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People v. Graves





APPEAL from the Circuit Court of La Salle County; the Hon. C. HOWARD WAMPLER, Judge, presiding.


During the trial of Harold Graves for armed robbery, burglary and theft, the defendant's appointed counsel, John L. Barton, was convicted of contempt and sentenced to pay a $50 fine. The evidence presented at the trial tended to indicate that the offenses charged were committed by Graves in concert with Mickey Boardman, who testified in behalf of the State at Graves' trial.

On direct examination, Boardman, implicated Graves and explained that his willingness to testify was predicated upon an arrangement with the State's Attorney where Boardman agreed to plead guilty to burglary and to receive a sentence of probation in return for his testimony against Graves. It was during the cross-examination of Boardman that the conduct occurred which formed the basis of the contempt. In questioning the witness concerning his deal with the State, the defense counsel asked, "[a]nd what were you looking at if you didn't take that deal?" Following an objection by the State, a discussion was had outside the presence of the jury. The trial court, after recognizing that, although the penalty facing the defendant upon conviction for the alleged offenses may not be placed in evidence before the jury, the defense counsel is allowed to question the witness concerning the benefit that witness received in return for testifying, ruled that the defense counsel's question would be allowed to show the witness' inducement to testify by asking him what he believed the penalty to be based on what the authorities informed the witness. Therefore, the defense counsel could ask the witness about his personal knowledge, but the trial court ruled that the witness could not be asked what the penalty actually was for the offenses for which the witness, like Graves, was originally charged.

Nevertheless, after the jury was recalled, the following questions were asked of the witness:

"MR. BARTON: Mr. Boardman, you're charged with Armed Robbery in this case aren't you?

A. Yes.

Q. And you can't get probation for Armed Robbery, can you? [Objection sustained].

Q. And as a matter of fact, you can get life in prison for Armed Robbery, can't you?"

The State's Attorney objected to both questions, and as a result of these questions being put to the witness, the trial court summarily found the defense counsel in contempt and ordered him to pay a $50 fine.

• 1, 2 Direct contempt may occur either in the presence of the judge or outside the immediate physical presence of the judge but within an integral part of the court. (People ex rel. Kunce v. Hogan (1977), 67 Ill.2d 55, 364 N.E.2d 50.) Regardless of where the act occurs, any conduct which is "calculated to embarrass, hinder or obstruct a court in its administration of justice or to derogate from its authority or dignity, or bring the administration of law into disrepute" is conduct for which a person may be found in contempt of court. (In re Estate of Melody (1969), 42 Ill.2d 451, 452, 248 N.E.2d 104, 105. See also People v. Sherwin (1929), 334 Ill. 609, 166 N.E. 513.) Where the contemptuous conduct occurs in open court, the trial judge, acting upon his personal knowledge of the facts, may summarily punish the offender without the need for any additional process or procedure. See Ex parte Terry (1888), 128 U.S. 289, 32 L.Ed. 405, 9 S.Ct. 77; People v. Jashunsky (1972), 51 Ill.2d 220, 282 N.E.2d 1; People v. Sherwin (1929), 334 Ill. 609, 166 N.E. 513.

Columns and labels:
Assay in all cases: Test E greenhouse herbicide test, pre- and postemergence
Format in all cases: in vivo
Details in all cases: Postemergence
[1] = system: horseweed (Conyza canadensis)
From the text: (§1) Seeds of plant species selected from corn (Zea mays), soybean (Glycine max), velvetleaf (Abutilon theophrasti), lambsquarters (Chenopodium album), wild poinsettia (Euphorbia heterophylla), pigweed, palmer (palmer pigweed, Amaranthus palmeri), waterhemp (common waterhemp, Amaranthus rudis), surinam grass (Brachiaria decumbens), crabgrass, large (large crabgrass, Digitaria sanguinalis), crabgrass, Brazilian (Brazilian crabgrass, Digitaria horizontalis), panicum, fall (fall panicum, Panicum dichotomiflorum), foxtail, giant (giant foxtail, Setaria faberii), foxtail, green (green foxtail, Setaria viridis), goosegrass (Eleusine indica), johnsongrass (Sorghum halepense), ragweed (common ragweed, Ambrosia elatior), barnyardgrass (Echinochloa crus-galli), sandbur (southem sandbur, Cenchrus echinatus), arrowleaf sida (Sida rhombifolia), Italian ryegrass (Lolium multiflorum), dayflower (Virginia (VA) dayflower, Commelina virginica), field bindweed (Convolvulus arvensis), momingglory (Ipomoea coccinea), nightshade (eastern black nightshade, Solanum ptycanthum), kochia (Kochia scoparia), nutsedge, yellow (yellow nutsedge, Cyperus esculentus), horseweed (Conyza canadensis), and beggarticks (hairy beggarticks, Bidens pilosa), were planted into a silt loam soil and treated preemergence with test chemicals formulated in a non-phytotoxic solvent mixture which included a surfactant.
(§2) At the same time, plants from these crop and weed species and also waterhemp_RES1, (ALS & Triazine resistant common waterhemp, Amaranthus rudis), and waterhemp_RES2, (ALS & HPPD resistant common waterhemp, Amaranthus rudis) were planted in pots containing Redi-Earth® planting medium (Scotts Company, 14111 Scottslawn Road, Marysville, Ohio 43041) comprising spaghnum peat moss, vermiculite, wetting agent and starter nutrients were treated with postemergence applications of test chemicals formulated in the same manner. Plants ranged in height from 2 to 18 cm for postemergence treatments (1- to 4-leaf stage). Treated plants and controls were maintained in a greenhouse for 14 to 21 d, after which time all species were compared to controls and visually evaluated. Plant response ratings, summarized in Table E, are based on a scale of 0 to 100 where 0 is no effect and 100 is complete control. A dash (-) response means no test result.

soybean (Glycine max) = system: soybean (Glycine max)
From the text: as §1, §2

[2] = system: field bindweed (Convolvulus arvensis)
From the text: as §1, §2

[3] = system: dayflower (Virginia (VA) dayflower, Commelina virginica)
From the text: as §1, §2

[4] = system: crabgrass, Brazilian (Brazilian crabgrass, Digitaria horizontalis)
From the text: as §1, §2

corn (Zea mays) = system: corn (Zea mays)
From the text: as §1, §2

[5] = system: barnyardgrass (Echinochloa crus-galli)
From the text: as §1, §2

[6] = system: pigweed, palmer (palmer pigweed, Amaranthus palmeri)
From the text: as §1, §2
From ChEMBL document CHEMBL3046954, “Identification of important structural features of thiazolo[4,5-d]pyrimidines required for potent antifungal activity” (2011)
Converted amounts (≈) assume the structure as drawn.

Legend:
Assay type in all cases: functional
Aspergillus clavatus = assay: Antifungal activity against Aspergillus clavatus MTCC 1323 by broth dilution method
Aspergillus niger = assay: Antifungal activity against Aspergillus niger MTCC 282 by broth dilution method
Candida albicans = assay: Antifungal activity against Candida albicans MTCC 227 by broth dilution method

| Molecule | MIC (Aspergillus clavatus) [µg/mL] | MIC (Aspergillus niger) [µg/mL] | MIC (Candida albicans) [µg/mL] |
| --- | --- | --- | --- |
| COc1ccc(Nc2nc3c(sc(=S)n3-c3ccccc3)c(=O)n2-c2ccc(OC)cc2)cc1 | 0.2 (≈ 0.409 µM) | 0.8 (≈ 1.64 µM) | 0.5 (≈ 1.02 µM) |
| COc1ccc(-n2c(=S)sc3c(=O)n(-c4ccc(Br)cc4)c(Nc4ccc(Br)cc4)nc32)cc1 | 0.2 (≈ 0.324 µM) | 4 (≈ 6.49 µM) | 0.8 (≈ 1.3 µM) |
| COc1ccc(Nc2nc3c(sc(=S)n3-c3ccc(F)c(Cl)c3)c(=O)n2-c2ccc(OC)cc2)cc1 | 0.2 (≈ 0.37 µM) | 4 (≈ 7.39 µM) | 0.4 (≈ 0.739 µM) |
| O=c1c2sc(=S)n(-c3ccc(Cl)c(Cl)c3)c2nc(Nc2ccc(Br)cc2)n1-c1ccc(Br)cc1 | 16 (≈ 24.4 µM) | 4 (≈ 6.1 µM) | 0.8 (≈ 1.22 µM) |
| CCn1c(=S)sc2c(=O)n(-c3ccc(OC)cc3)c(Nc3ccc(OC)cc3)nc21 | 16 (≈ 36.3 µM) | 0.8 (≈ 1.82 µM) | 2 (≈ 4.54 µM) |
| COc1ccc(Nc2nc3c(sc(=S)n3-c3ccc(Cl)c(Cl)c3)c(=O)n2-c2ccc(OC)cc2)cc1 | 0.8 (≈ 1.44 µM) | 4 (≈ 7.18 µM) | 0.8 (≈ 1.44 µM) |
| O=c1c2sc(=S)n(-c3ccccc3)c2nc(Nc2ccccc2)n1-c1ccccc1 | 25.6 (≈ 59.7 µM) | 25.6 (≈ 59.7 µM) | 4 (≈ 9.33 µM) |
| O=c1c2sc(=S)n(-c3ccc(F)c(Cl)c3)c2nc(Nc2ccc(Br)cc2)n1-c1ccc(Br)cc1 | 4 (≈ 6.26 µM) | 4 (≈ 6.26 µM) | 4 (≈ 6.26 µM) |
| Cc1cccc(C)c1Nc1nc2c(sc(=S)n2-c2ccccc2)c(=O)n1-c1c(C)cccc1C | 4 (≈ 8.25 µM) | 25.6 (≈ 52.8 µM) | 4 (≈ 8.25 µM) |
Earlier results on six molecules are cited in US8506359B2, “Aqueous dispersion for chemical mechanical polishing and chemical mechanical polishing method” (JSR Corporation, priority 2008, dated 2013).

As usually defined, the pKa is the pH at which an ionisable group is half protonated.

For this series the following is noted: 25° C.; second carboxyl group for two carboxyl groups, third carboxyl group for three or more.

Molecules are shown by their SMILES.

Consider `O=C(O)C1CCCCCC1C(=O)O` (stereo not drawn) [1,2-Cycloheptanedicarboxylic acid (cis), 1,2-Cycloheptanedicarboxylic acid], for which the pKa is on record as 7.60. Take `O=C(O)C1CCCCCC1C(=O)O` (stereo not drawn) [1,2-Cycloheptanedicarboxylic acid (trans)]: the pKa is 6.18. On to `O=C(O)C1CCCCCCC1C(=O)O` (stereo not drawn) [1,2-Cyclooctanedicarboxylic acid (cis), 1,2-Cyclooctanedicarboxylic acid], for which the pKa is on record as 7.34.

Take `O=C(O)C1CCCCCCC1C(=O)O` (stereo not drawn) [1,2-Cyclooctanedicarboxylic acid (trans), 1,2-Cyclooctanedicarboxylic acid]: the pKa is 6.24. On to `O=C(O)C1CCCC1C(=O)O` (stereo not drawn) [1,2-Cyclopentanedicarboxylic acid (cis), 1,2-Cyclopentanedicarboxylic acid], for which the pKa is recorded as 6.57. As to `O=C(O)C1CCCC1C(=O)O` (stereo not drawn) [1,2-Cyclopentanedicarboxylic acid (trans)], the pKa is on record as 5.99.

• 3 In the case at bar, the trial court specifically ruled that the defense counsel could ask the witness what penalty, to the best of his knowledge, he was avoiding by accepting probation, but could not ask the witness what the actual penalty would be for any of the offenses with which the witness was originally charged, because those offenses were the same as were charged against the defendant. We are not here deciding that the trial court's ruling was correct as a matter of law. What we are now deciding is that the trial court's ruling was not ambiguous and that the defense counsel committed contempt of court by asking the witness about the penalty for the crime charged, thereby blatantly disregarding the trial court's ruling. Clearly, disregarding the ruling of a trial court is a hindrance to the administration of justice. Not only did the defense counsel fail to obey the ruling, he incorrectly implied that the witness, and therefore the defendant, could receive life imprisonment for armed robbery.

The defense counsel in this case is an experienced, competent attorney. As such, there appears to be no reason the defense counsel could have misconstrued the trial court's ruling, and therefore, the trial court could have reasonably inferred that the defense counsel's contumacious conduct was intentional.

Accordingly, the judgment of the Circuit Court of La Salle ...

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